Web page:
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(CNN)The smallest known reptile in the world can fit on your fingertip.
It's known as Brookesia nana, or "nano-chameleon," and it's a blotchy brown lizard that usually doesn't surpass an inch in body length. Before 2012, biologists didn't know it existed.
But the researchers who discovered it are still stumped as to why it stays so small when most vertebrates grow in size as they mature.
Brookesia nana is different from any other vertebrate and other chameleon species. It can't change color, and it's more comfortable on the forest floor than in trees.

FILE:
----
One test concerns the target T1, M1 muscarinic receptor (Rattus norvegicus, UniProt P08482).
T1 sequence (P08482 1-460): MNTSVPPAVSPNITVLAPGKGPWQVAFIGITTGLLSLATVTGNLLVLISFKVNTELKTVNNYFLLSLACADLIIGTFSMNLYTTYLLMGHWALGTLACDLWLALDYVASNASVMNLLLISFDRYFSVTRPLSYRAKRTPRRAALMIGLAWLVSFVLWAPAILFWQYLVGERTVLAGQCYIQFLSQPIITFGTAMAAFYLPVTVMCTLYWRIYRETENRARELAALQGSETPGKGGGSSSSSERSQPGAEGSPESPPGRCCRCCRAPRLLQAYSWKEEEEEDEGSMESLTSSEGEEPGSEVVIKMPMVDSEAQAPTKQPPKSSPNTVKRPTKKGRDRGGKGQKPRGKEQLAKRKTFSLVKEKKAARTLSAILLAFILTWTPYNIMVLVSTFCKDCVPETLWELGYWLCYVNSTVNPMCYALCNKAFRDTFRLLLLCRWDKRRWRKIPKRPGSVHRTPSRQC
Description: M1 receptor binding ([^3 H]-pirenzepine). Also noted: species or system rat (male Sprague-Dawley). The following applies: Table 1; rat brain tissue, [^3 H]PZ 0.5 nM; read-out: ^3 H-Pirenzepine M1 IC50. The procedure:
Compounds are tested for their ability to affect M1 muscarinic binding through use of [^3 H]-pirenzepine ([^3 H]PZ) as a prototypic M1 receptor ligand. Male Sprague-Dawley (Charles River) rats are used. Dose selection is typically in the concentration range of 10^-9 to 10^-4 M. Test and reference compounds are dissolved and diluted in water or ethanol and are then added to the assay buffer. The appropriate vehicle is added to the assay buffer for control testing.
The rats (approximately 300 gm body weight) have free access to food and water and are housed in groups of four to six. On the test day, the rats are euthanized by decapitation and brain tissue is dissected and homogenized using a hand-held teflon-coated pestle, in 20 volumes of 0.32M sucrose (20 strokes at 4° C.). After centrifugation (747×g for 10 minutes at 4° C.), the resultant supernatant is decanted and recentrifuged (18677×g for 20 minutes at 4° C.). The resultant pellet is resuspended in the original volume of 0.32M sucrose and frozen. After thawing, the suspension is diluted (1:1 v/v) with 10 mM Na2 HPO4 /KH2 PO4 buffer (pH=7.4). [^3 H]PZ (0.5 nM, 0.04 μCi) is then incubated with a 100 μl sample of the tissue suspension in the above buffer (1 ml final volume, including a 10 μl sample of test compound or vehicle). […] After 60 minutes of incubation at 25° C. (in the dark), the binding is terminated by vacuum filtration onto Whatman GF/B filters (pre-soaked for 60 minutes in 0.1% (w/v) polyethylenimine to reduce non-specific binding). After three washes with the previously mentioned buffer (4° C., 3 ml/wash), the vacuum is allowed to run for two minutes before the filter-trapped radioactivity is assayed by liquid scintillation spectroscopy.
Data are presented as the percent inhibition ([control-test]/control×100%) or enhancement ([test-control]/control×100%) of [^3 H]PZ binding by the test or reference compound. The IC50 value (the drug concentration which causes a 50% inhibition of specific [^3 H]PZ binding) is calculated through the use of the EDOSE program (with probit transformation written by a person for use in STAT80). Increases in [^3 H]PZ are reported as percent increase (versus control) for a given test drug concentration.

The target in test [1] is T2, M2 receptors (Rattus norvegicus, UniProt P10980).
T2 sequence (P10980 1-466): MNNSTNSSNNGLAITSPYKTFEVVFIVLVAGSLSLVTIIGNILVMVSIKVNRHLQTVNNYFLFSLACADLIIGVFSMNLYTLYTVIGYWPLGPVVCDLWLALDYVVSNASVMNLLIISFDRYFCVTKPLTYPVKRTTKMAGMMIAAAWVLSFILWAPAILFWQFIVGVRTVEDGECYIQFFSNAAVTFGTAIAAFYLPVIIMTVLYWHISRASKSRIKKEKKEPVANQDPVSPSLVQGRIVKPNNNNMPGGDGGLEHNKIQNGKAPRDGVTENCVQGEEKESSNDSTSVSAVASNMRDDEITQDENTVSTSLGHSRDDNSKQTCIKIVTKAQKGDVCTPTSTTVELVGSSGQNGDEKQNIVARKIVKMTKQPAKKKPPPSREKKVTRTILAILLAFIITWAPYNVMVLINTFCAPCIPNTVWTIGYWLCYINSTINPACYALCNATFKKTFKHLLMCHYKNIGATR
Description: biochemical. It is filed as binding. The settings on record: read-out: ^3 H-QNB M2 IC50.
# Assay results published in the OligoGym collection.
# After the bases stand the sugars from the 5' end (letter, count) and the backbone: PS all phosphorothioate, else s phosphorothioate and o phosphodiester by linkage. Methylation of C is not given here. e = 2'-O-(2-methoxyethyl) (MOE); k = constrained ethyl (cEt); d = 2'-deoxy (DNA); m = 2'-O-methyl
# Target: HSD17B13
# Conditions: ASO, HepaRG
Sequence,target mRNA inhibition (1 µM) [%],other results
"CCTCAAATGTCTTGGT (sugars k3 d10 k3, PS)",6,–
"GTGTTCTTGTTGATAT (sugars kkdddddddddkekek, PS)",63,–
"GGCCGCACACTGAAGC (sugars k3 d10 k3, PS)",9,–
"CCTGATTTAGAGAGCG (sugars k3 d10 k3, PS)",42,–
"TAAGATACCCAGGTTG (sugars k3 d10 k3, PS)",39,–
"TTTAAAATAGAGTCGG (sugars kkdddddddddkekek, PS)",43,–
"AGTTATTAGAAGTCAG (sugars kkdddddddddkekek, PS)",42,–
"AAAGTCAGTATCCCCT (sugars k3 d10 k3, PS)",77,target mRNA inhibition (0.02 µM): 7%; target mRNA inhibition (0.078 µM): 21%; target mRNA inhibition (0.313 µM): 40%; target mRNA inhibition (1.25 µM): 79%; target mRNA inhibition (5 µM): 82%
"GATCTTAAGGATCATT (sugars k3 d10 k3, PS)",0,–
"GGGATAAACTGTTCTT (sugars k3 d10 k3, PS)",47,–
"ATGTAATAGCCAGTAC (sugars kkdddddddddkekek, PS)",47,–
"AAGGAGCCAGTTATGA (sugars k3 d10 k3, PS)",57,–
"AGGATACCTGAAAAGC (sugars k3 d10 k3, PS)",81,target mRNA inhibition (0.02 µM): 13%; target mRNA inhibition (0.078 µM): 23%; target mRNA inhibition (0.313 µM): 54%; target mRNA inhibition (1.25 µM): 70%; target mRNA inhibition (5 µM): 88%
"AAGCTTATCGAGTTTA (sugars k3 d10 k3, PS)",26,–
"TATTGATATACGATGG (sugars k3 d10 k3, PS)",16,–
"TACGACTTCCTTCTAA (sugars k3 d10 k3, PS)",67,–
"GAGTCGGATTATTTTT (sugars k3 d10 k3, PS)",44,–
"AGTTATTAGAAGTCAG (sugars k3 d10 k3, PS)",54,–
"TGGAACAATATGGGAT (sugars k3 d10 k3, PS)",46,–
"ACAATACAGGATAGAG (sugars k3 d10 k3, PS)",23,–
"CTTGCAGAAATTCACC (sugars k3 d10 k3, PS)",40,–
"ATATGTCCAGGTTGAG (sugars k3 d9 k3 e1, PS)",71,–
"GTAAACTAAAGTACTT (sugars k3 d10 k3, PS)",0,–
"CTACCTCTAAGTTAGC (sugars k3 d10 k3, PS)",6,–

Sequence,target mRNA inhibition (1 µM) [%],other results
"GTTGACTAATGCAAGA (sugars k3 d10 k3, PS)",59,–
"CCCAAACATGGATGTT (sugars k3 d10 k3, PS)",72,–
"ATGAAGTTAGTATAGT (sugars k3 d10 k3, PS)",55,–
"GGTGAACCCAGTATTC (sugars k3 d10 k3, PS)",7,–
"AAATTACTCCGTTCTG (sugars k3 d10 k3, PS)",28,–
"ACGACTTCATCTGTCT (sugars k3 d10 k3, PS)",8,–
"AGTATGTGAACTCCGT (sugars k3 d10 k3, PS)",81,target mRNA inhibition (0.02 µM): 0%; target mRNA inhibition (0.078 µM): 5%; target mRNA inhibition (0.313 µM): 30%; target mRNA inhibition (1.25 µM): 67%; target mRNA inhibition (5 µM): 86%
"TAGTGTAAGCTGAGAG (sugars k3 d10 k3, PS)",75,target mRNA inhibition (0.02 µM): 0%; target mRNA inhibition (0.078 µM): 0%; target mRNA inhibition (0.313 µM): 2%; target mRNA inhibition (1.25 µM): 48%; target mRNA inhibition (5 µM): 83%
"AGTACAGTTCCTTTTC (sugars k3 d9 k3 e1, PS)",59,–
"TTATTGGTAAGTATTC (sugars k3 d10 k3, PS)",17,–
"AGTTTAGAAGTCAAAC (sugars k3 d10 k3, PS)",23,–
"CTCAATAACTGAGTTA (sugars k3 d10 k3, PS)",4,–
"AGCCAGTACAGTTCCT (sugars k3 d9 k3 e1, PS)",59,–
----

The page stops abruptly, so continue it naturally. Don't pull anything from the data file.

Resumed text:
The unique chameleon is spotlighted in an article published last week in the journal Scientific Reports.
In 2012, leading herpetologist Frank Glaw and other German researchers traveled to the rainforests of Madagascar, one of the most biologically diverse areas on Earth, in search of previously unknown reptile and amphibian species.
What they found surprised them.
"We expected to find some new species, but not specifically the smallest chameleon," Glaw and Oliver Hawlitschek, study coauthor, said in an email to CNN.
Most male reptiles are larger than females, but the reverse is true with the ever-surprising Brookesia nana. While the male was just over 2 centimeters long -- a bit over ¾ inch -- the female was 2.89 centimeters, over an inch long. The females are likely larger than the males to accommodate the eggs they lay, Glaw and Hawlitschek said.